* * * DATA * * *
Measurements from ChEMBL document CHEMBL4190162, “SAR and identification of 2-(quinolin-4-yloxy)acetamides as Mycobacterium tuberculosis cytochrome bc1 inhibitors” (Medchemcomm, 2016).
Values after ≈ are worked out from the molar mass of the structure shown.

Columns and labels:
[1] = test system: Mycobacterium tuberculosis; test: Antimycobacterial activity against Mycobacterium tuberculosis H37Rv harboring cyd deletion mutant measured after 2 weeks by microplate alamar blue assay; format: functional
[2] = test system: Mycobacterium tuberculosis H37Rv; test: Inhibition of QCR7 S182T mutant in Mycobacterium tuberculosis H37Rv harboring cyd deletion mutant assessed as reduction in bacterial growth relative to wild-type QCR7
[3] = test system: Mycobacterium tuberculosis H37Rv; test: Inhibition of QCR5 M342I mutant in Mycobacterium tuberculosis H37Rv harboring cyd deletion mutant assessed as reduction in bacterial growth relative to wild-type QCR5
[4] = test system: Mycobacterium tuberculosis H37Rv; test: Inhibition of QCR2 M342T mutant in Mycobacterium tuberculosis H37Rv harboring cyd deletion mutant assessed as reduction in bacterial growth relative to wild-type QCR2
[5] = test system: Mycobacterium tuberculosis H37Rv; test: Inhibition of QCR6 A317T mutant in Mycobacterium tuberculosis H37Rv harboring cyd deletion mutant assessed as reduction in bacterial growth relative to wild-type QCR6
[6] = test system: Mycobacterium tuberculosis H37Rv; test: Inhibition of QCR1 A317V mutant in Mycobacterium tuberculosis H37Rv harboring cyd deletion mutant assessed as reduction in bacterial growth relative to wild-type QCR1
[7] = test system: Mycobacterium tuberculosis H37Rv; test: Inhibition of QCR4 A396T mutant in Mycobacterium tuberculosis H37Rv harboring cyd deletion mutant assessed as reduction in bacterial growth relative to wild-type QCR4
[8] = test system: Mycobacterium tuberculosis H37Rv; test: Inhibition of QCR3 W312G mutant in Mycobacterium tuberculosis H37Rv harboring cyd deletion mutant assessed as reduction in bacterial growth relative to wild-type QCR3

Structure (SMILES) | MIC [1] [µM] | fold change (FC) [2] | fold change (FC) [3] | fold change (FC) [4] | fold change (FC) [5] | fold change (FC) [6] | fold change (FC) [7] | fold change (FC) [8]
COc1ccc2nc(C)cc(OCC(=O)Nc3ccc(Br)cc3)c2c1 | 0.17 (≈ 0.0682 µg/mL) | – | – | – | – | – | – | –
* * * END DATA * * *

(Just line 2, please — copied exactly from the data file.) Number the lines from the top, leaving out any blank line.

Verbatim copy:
Values after ≈ are worked out from the molar mass of the structure shown.